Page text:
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Earthquake in Japan Essay

On March 11, 2011, the most powerful earthquake ever recorded hit Japan’s eastern coast. It killed hundreds of people as it made its way through the streets and fields, sweeping away boats, cars and homes. Its magnitude was 8.9, releasing a 23-foot tsunami and then provoking more than 50 aftershocks for hours. This horrific event resulted in the loss of thousands of lives and devastated entire towns.

The amount of damage caused by the earthquake and resulting tsunami was excessive, with most of the damage being caused by the tsunami. Thousands of families were left without electricity. Many nuclear and conventional power plants went offline after the earthquake. Cell phones and landline services suffered major disruptions so many people weren’t able to communicate with their relatives across the country. Japan’s transportation was also affected. Expressways were damaged; cars and trucks were swept away by the tsunami and railway services cancelled. The earthquake was caused by an uplift of the sea floor, where the Pacific tectonic plate slides beneath the plate Japan sits on.

This motion pulls the upper plate down until the stress builds up enough to cause a seismic event. Tons of miles of crust ruptured along the area where the tectonic plates meet. Since the earthquake occurred at a very shallow depth, much of its energy was released at the seafloor, therefore causing the tsunami that devastated Japan and causing chaos among the Japanese community. Even though Japan was said to be “prepared” for a natural disaster such as a tsunami by building protective walls, the large size of the water surge was completely unexpected.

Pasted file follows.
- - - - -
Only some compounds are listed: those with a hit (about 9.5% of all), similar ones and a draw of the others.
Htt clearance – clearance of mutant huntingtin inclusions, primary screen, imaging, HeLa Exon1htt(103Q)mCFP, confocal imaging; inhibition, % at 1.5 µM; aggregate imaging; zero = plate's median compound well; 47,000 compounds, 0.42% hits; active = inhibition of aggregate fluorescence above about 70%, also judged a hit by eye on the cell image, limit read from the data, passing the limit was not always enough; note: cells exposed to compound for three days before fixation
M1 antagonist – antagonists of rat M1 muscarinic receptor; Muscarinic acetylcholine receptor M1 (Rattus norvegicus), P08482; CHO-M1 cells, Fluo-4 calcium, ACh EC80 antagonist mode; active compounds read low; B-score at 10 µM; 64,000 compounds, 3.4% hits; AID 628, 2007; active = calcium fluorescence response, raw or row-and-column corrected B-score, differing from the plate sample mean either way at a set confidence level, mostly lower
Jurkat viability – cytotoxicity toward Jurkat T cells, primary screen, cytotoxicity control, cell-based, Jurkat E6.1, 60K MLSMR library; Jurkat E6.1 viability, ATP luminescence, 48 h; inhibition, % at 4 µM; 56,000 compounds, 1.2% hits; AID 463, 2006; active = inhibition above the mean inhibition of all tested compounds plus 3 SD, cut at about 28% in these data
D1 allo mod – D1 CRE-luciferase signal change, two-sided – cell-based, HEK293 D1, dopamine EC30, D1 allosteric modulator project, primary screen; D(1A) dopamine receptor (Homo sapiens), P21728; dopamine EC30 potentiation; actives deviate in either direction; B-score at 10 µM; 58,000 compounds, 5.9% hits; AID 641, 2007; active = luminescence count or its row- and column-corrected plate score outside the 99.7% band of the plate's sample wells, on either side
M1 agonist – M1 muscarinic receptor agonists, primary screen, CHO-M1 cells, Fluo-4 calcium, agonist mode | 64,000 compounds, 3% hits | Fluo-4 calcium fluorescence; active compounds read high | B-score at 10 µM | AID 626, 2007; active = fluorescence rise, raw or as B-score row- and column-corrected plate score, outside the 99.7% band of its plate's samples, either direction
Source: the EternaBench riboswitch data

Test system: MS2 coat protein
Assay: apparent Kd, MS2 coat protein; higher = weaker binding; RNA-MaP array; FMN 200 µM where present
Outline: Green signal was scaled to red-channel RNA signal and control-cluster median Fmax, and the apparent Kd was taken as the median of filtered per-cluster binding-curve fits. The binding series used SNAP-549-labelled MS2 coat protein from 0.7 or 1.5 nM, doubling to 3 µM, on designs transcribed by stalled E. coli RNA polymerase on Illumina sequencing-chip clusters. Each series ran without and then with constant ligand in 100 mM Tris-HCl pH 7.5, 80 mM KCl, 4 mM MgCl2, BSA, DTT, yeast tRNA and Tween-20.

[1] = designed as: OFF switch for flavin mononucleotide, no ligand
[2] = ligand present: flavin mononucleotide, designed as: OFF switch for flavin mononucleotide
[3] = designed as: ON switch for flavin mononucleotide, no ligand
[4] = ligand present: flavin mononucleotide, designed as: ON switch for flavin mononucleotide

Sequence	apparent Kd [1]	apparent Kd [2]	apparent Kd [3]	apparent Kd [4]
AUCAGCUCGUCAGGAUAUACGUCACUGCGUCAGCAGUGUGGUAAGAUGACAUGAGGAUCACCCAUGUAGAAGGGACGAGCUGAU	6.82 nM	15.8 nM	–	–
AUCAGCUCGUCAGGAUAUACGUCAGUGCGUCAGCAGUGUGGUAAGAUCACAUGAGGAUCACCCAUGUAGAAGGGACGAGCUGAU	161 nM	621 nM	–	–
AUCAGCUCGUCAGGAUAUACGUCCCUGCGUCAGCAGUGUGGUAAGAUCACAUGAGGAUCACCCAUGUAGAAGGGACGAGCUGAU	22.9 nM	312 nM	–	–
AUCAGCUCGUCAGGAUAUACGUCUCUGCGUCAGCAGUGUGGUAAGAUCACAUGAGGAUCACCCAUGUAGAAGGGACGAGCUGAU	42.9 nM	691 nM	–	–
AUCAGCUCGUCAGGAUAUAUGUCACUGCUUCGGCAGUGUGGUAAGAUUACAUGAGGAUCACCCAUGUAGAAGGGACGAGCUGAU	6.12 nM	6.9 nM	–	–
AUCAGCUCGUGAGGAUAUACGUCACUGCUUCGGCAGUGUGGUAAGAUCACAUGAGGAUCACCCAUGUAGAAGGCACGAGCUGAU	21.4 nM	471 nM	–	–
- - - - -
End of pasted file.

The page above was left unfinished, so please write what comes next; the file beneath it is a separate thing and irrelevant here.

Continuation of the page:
The tsunami walls were built based on much smaller tsunami heights recorded in the past. To the surprise of the Japanese people, the tsunami simply washed over the top of the seawalls, collapsing some in the process. The tsunami also caused a number of nuclear accidents. Many electrical generators were taken down, and at least three nuclear reactors suffered explosions due cooling system failure.

The tsunami waves overtopped seawalls and destroyed diesel backup power systems, leading to severe problems such as large explosions and radioactive leakage. It has been almost a year since the devastating 9.0 earthquake and tsunami destroyed coastal communities in northern Japan killing more than 15,000 people. What struck me the most about this tragedy is the reaction of the Japanese community and picturing what it would have been like to be present at that moment. I can simply imagine the terror in people’s faces trying to survive and doing everything they could to save their families and themselves. Even though thousands of people died, those who lived through this horrible experience can count with our total support and help from those who could not do anything at the moment and simply watched as Mother Nature, once again, did its job.

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